Current TV Challenges Viewers To Plant "Seeds Of Tolerance" One Pod At A Time


Network Issues Call for Submissions for Video Contest with $100,000 Grand Prize; Judges Include “Crash” Director Paul Haggis, Edward Norton, Melissa Etheridge and Margaret Cho

Last Updated: June 14, 2006 3:56 pm GMT
(San Francisco - June 14, 2006) Believing in the transformational power of moving images – and equally moving stories – Current TV is challenging its viewer contributors to create short videos that address the issues of tolerance and understanding diversity with the launch of its "Seeds of Tolerance" initiative.

In partnership with the Third Millennium Foundation, whose mission is to promote the understanding of diversity, Current is offering $100,000 to the grand prize winner of this summer-long contest, with guest judges that include 2006 Best Picture Oscar winner Paul Haggis (Crash), actor Edward Norton, musician Melissa Etheridge and comedienne Margaret Cho, among others.

Explaining his support for the campaign, Haggis commented, “Exactly 43 years ago this month, John F. Kennedy said, ‘If we cannot end now our differences, at least we can make the world safe for diversity.’ Unfortunately, that dream is farther than ever from being fulfilled. I commend Current TV for recognizing that it is our differences that make us stronger and for encouraging young people to embrace the spirit of tolerance.”

“Having personally experienced the sting of being labeled ‘different’, I appreciate Current TV’s effort to teach tolerance—or, more accurately, to encourage their viewers to teach their peers,” said guest judge Etheridge. “I encourage all young adults to pick up a camera and spread the important message of tolerance to their peers. You don’t have to be an experienced filmmaker to make a difference.”

Submissions can tell any story relating to the issue of tolerance, discussing topics that include racism, sexism, homophobia, ageism and discrimination based on social class, physical disability, or religion. As of this week, contributors can upload submissions to Current’s web site at, and submissions will be accepted until August 15, 2006.

Producers must be 18 or over, and submissions are preferred to be similar in length to Current’s 3-5 minute “pods,” but are welcome up to 10 minutes in length. Each submission must include a maximum of 250 words on why the featured issue is meaningful and how this story can inspire, or has inspired, positive change. Other requirements are posted on Current’s website, and the campaign is open to producers of all levels of experience. Video makers can shoot their stories, rants, and profiles of amazingly tolerant or intolerant people. For additional story ideas, visit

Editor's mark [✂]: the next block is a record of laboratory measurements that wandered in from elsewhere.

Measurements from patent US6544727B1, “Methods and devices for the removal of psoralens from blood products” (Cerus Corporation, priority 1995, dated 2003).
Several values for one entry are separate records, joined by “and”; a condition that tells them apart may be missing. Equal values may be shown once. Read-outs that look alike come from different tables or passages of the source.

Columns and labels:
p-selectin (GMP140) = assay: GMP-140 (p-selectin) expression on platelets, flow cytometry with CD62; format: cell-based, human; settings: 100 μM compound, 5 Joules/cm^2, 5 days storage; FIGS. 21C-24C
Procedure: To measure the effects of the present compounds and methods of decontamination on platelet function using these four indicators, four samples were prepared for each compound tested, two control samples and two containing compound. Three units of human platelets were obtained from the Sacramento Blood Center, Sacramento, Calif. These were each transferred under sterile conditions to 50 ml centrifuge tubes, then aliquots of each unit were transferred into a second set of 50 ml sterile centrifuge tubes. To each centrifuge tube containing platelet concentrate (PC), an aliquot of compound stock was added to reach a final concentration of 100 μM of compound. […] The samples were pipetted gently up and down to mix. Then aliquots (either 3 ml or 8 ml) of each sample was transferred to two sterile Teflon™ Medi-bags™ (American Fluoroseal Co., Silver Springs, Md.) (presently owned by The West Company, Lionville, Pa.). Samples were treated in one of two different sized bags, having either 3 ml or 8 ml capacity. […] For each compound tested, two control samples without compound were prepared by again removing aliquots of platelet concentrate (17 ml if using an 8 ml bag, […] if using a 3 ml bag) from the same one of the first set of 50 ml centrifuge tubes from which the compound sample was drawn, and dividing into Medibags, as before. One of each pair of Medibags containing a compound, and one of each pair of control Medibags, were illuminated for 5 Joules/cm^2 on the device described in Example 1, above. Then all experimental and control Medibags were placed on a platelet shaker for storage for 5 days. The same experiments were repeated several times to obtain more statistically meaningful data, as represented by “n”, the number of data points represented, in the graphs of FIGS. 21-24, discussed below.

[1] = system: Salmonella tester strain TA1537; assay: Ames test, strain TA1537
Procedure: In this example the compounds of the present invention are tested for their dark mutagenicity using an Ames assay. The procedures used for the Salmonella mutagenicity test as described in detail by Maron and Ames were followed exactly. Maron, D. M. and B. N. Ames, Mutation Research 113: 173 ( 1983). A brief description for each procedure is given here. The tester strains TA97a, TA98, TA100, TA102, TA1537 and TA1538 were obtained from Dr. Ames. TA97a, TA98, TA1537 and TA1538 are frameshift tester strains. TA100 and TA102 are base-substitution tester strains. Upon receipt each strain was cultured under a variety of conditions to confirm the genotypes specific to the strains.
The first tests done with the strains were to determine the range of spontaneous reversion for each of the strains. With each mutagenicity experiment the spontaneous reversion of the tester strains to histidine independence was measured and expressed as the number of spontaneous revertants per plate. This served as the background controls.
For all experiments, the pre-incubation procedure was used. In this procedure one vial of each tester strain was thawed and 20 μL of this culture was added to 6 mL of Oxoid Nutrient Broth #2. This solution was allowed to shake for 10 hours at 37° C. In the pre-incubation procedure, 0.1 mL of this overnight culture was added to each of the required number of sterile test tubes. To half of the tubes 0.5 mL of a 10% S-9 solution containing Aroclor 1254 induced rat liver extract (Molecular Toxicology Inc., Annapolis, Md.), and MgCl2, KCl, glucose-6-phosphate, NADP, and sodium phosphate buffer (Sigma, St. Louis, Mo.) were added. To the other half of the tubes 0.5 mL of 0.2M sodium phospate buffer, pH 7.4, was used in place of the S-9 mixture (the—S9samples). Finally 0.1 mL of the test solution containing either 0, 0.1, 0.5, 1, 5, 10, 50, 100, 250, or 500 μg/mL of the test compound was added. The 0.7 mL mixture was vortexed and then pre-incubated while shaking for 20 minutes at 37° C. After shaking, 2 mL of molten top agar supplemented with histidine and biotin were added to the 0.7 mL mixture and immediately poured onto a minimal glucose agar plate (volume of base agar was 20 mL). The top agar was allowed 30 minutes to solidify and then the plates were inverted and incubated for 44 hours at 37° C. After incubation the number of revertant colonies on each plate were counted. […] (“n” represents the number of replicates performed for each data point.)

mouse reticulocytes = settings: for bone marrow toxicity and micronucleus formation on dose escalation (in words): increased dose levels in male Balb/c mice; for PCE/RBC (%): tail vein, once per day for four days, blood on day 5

After the August 15 deadline, the panel, including guest judges, will select five semi-finalist videos, to be showcased on Current’s television broadcast. In September, the semi-finalists will be posted online, and Current’s audience will be able to cast votes to select the grand prize winner and two finalists. The grand prize winner will receive $100,000 cash, with an additional $15,000 given to a relevant charity of his or her choice; the two finalists will each receive $10,000 cash. All cash awards will be generously provided by the Third Millennium Foundation. Beyond the “Seeds of Tolerance” finalists, Current may opt to air any of the submissions and will compensate producers accordingly.

Marco Stoffel, president of Third Millennium Foundation, commented, “We’re delighted to fund this project with Current. Change starts with listening. Instead of preaching the message of tolerance to young adults, we want to challenge them to discuss the issue by using their own creativity, voices and perspectives. By making compelling content for TV and the Internet, we invite everyone to join the dialogue.”

Current CEO Joel Hyatt commented, “Current is about empowering young people to share their voice and discuss issues that are important to them. An issue as critical as intolerance should be important to all of us, and I hope that the submissions in this campaign will give us vital insight from this generation on how we can move forward as a society with respect and understanding.”

About Third Millennium Foundation
The Third Millennium Foundation is a private foundation located in New York City. The Foundation was founded in the year 2000 as an initiative for unlearning intolerance in the new millennium. Its work is focused on childhood education and human rights with emphasis on supporting social entrepreneurs among global youth. The foundation is particularly interested in supporting innovative organizations and young leaders that develop new approaches and methodologies that are based on collaboration and have strong potential for replication around the world.

About Current TV
Current TV, which launched August 1, 2005, is the first national network created by, for and with an 18-34 year-old audience. The network shows young adults what’s going on in their world, in their voice. Current is also the first network in history whose programming is supplied in part by the very audience who watches it. Its award-winning, short-form programming ranges from the hottest trends in technology, fashion, music and videogames, to pressing issues such as the environment, relationships, parenting, finance, politics and spirituality. Through a partnership with Google, programming is anchored each half-hour by “Google Current,” which offers news without a traditional news desk by reporting on topics that people are searching for on the web. Current is available in 28 million U.S. homes via Comcast, Time Warner Cable and DIRECTV. For more information, please visit the website:


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